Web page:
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Appendix 5.1 - Evidence on Inequality in the US

Published online by Cambridge University Press:  18 January 2024

Parthasarathi Shome
Affiliation:
London School of Economics and Political Science
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Summary

That slavery left an indelible mark on the US economy and society is without doubt. Its manifestation in the form of a continuation of inequality has been analysed by many authors. By the end of the 20th century, when economic growth slowed and inequality of income and wealth grew, whatever income gains there were, primarily benefited smaller slices of the population at the top.1 As income and wealth distribution worsened, microeconomic aspects began to be analysed revealing how worsening distribution obstructed the economy and its economic mobility. Boushey (2019) reviewed this literature comprehensively. Chetty et al. (2017) found that fewer children from the middle class and at the bottom did better than their parents did, countering the achievements of the 1960s and 1970s. They estimated that 70 per cent of the decrease in absolute mobility would not have occurred had the inequality in income and wealth been kept in check. Clearly, for the US youth to move up, the gap between incomes at the top and the bottom has to narrow.

Economic inequality led to health inequality that, in turn, exacerbated differences in lifelong skills of people. Goldin and Katz (2010); Almond and Currie (2011); Currie and Thomas (1999) – demonstrated this in various ways. In the UK, 17,000 children born during one week in 1958 and tracked through adulthood, revealed that healthier ones passed school English and maths more easily; they were 4– 5 per cent more able to have jobs, and received higher wages at age 33. Based on this, Currie and Hyson (1999) concluded that children's health at birth relates to health during life. Others related birth weight to the probability of graduating high school. Adult employment was also related to birth weight. Thus, child and family characteristics at school entry explained the number of years of education as well as other outcomes such as future employment. Epidemiologist David Barker pointed to mother's nutrition and health rather than only genetics or poor lifestyles as determinants of health disorders. These researchers have consistently taken the view that prenatal conditions had lifelong ramifications.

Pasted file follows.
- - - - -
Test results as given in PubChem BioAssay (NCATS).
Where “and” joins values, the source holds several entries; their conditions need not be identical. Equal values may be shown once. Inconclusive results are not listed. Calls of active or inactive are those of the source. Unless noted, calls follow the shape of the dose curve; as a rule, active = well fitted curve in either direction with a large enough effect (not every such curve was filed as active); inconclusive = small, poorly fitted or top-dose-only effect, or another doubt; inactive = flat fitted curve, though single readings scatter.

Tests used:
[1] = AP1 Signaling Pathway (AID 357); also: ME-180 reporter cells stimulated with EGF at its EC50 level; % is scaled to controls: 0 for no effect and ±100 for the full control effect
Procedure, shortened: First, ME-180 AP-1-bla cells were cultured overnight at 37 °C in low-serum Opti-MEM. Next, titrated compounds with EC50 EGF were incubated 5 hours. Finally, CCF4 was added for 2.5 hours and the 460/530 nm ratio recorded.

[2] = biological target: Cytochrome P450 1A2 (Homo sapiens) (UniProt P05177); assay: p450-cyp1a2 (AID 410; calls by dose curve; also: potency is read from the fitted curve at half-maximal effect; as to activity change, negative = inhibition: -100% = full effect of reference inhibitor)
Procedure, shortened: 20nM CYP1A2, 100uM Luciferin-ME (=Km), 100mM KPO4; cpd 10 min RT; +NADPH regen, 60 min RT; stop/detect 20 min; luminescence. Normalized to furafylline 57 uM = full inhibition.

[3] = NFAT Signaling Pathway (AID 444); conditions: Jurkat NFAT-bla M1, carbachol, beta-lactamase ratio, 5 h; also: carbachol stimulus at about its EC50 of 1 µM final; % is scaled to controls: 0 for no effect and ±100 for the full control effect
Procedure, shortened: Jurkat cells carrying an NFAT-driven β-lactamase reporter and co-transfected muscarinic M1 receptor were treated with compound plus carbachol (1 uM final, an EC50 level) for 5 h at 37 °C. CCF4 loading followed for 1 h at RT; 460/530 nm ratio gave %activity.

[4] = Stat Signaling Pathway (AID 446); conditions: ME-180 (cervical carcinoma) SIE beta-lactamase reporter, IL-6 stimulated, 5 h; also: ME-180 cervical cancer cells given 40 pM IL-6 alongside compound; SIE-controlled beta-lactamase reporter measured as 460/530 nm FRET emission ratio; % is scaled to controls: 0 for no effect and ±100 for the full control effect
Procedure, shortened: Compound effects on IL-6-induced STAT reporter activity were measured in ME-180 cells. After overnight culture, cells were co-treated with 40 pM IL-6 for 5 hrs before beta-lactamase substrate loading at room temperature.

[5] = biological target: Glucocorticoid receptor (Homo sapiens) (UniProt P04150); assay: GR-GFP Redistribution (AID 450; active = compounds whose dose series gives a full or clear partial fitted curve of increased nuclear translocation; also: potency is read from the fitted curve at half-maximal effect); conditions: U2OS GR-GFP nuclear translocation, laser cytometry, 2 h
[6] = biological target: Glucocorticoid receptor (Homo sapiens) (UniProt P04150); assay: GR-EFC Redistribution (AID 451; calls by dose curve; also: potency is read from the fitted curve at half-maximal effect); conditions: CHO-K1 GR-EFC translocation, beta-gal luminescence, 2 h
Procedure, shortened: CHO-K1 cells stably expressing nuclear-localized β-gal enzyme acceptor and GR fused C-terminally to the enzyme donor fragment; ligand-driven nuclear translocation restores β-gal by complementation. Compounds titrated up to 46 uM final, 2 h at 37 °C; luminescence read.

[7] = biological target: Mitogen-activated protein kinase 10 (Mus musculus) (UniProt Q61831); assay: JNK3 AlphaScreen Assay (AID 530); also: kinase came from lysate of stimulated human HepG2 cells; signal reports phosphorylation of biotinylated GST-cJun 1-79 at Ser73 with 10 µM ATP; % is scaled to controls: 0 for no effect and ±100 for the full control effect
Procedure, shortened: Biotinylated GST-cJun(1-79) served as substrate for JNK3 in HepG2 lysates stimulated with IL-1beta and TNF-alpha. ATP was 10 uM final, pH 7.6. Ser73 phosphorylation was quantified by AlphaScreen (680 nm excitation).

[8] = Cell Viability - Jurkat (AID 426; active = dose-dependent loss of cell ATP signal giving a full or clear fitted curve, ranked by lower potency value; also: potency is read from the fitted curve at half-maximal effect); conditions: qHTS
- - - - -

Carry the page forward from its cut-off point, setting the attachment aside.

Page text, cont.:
Education differences have had a dual directional relation with inequality, one feeding the other. Out of the 31 Organisation for Economic Cooperation and Development (OECD) member countries, the US ranks 20th in formal childcare, and 29th in preschool enrolment.

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The Creation of Poverty and Inequality in India
Exclusion, Isolation, Domination and Extraction
, pp. 309 - 311
Publisher: Bristol University Press
Print publication year: 2023

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